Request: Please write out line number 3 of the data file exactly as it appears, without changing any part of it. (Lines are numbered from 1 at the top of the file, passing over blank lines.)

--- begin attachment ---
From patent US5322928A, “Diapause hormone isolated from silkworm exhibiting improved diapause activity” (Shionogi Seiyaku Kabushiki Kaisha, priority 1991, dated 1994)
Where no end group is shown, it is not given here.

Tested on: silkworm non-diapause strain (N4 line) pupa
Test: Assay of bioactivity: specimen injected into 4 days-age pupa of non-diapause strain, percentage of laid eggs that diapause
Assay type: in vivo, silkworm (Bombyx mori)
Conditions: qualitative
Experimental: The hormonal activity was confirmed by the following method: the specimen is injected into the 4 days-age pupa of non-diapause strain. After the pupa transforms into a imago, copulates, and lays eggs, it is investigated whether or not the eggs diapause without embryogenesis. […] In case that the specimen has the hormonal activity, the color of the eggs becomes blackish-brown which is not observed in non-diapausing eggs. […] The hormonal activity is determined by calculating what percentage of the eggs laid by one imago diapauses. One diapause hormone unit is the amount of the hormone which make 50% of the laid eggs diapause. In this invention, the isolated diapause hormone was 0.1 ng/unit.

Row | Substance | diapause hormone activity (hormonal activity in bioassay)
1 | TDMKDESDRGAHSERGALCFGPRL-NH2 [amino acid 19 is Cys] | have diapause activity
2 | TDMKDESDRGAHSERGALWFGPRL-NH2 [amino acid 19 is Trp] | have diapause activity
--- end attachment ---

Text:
Tested on: silkworm non-diapause strain (N4 line) pupa